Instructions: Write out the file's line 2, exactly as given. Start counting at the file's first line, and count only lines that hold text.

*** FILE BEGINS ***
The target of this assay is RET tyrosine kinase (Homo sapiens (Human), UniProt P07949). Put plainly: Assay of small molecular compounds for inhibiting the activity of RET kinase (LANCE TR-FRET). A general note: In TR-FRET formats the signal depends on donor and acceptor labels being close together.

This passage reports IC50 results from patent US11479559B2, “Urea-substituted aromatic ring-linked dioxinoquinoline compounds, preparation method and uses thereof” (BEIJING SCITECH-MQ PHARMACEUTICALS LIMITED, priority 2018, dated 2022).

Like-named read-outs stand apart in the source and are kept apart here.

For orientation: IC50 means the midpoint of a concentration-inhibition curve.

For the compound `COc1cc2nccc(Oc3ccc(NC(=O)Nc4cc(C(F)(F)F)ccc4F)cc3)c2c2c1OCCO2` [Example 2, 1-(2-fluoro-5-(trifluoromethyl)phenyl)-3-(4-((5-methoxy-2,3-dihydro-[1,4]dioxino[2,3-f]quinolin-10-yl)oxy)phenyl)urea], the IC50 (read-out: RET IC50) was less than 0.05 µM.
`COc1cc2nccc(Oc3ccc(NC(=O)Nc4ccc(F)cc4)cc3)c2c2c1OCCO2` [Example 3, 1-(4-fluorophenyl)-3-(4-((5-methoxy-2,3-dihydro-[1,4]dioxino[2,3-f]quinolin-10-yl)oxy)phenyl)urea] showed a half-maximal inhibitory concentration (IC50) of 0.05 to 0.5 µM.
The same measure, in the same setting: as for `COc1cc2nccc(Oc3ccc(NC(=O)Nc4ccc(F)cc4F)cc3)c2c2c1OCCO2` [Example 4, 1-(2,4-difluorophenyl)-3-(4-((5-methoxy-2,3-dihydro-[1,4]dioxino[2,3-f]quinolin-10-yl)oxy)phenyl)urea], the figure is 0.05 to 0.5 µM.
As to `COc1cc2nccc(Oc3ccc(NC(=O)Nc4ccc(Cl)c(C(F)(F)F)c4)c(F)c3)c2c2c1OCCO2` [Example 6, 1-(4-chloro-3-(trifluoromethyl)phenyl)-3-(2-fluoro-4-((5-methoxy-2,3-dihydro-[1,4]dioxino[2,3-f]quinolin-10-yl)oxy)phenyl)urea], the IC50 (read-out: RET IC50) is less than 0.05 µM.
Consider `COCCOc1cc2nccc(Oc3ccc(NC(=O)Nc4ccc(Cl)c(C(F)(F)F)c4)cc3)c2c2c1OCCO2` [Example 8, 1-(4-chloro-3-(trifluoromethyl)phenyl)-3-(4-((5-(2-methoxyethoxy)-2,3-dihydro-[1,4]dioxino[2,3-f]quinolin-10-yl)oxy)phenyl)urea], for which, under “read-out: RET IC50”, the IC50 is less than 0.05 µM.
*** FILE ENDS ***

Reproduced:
This passage reports IC50 results from patent US11479559B2, “Urea-substituted aromatic ring-linked dioxinoquinoline compounds, preparation method and uses thereof” (BEIJING SCITECH-MQ PHARMACEUTICALS LIMITED, priority 2018, dated 2022).